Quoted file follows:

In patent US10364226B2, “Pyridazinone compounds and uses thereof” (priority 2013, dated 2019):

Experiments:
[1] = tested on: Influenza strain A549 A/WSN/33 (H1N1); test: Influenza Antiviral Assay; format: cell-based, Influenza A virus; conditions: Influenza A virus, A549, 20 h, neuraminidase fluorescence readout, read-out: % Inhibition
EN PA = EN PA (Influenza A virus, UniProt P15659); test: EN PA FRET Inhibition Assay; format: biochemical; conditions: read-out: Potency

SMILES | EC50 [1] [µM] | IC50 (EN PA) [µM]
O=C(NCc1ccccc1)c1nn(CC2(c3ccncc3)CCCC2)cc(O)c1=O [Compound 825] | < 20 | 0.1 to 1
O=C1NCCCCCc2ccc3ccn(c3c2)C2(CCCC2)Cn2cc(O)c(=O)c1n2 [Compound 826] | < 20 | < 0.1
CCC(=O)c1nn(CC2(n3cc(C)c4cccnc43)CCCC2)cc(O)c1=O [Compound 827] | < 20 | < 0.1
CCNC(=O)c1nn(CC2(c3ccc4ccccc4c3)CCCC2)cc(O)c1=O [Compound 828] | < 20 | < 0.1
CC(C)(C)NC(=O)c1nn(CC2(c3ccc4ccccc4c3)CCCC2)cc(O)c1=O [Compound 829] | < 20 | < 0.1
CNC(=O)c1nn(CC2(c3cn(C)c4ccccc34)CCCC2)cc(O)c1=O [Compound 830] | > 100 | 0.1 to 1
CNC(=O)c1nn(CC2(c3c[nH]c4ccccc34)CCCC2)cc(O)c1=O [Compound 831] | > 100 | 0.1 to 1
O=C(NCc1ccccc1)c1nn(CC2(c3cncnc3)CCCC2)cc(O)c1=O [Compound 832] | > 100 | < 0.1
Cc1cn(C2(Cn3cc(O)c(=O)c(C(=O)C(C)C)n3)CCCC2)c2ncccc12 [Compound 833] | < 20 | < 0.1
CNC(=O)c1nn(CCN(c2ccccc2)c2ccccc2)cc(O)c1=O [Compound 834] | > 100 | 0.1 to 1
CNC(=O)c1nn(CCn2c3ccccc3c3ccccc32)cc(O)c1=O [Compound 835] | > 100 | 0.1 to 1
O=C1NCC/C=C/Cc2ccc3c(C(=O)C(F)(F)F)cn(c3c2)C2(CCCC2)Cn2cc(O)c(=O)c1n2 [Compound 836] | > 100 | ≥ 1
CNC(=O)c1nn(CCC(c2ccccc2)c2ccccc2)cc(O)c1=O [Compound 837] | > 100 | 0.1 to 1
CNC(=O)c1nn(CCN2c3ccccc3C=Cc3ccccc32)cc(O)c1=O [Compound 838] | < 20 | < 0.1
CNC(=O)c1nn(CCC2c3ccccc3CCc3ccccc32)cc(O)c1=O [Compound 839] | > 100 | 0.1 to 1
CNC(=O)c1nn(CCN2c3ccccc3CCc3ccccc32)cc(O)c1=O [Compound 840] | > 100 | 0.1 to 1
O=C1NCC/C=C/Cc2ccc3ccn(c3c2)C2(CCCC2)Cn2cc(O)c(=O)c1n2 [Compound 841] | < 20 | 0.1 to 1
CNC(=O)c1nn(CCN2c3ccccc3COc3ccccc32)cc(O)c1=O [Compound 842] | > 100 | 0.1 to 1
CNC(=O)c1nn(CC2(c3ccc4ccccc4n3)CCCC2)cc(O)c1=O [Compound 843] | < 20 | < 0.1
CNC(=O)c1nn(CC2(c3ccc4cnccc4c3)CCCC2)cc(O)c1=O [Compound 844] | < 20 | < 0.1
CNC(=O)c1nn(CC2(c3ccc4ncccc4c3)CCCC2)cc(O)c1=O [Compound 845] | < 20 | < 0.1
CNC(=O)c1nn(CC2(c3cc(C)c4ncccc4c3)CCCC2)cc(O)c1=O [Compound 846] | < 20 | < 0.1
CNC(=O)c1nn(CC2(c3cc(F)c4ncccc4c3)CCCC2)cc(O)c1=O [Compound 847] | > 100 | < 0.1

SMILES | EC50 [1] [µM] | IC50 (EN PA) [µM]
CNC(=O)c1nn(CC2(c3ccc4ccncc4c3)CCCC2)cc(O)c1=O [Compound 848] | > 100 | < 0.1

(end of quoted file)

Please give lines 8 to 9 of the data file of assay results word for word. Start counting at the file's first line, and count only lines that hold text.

CCC(=O)c1nn(CC2(n3cc(C)c4cccnc43)CCCC2)cc(O)c1=O [Compound 827] | < 20 | < 0.1
CCNC(=O)c1nn(CC2(c3ccc4ccccc4c3)CCCC2)cc(O)c1=O [Compound 828] | < 20 | < 0.1